How to Take Responsibility in a Crisis

How to Take Responsibility in a Crisis

In 1982, seven people died in Chicago when bottles of Tylenol were laced with potassium cyanide. The crime was tragic and senseless. People were afraid. If they couldn’t feel safe buying over-the-counter medicine from their trusted pharmacy, where could they feel safe?

Johnson & Johnson, the company that owns the pain-reliever brand, could have done nothing. After all, the investigation revealed that the Tylenol was tampered with post-production. It wasn’t technically the company’s fault. They could have hidden behind those results. But they didn’t.

Related: Why Real Leaders Do What Is Right

Instead, the company issued warnings to hospitals and drugstores. They ordered production to cease. They recalled around 31 million bottles of Tylenol, costing them an estimated $100 million in retail value, not to mention the additional loss that comes with diminished faith in a brand. But it was undoubtedly the right thing to do—their actions have been lauded as one of the best displays of public relations in the face of a crisis.

Over time, Johnson & Johnson recovered from its loss. In fact, the company’s response resulted in a strong comeback that positioned them as one of the top brands for household goods, which is where it stands today. It also caused stricter security, warning labels and tamper-proof seals to prevent a similar tragedy.

There is an important lesson here about responsibility. Taking responsibility isn’t important only when a crisis can be blamed on you or your actions. Just like in the Tylenol case, the blame might be on a single person with bad intentions. But if it’s your company or your project, you own it. So you have to take ownership. Don’t be the person who hides behind flimsy excuses.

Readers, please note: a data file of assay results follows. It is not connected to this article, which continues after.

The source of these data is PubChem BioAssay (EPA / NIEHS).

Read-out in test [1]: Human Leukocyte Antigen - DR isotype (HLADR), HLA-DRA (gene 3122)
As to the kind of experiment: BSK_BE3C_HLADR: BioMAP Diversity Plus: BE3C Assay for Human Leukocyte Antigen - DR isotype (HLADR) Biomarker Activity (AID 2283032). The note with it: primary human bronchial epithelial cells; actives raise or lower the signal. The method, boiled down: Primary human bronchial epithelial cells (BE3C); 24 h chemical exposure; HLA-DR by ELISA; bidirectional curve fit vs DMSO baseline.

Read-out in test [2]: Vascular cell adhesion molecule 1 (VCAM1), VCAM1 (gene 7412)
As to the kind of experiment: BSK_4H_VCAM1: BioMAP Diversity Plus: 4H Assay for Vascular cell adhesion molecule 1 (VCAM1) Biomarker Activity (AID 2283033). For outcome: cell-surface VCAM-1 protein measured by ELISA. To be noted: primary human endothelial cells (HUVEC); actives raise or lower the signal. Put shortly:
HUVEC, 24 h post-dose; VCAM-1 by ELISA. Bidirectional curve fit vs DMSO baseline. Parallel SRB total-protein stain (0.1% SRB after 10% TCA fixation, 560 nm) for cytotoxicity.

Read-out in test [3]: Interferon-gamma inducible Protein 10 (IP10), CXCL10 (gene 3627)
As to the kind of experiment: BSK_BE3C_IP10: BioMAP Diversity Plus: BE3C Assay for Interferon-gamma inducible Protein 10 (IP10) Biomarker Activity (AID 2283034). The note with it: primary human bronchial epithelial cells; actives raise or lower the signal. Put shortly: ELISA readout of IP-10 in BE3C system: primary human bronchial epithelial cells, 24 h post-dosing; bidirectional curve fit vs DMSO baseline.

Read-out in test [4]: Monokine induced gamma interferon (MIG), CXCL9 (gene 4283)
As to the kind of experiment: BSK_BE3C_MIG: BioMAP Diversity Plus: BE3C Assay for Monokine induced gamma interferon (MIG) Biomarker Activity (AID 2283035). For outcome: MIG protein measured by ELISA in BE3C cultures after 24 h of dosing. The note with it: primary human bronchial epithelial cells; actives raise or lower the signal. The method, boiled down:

The next step is to work toward repairing the reputation. When something goes awry, there are ripple effects of negativity. People might view your organization or product—and you by association—as something they should be wary of. Now is the time to step forward, be transparent and layout your plans for regaining trust.

For Johnson & Johnson, that meant putting their customers’ safety ahead of their revenue loss. Although you’ll likely never deal with a decision that morally clear, there are times when the needs of your business must fall in second to the trust and loyalty of your clients.

Make a plan, and then act on that plan every single day. Building trust takes time and dedication. You can come back stronger. People respect those who own up and take the necessary measures to repair mistakes.

Related: 3 Ways for Leaders to Be a Calming Force

5 Comments

  1. Jesse Myers

    I got a great take away from this true story. Hit’s the nail right on the head of putting responsibility in a crisis in prospective.

    Reply
    • John

      Thanks Jesse! Appreciate you!

      Reply
  2. Kristopher Peruccio

    Not always easy or inexpensive to do the right thing, but always the RIGHT thing wins over time. Thank you! 🥊🤩

    Reply
    • Cognitive Creative

      Thank you again, Kristopher!

      Reply
  3. Jeanine Martin

    This is so true!!! If we are associated in anyway with something it is our responsibility to put things back in order! Thank you for this valuable reminder- reputation is waayyy more valuable than compensation- compensation is temporal, reputation is eternal. 🙏💕

    Reply

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“The scarcest resource in the world is not oil, it’s leadership.”

As Co-CEO of the largest independent financal services company in North America, John Addison’s skill as a leader was tested and honed daily. He retired in 2015 after taking the company and it’s people to massive heights. He’s just not done helping people get to the top. Today, he’s at the helm of Addison Leadership Group, INC working daily to mentor and educate new leaders.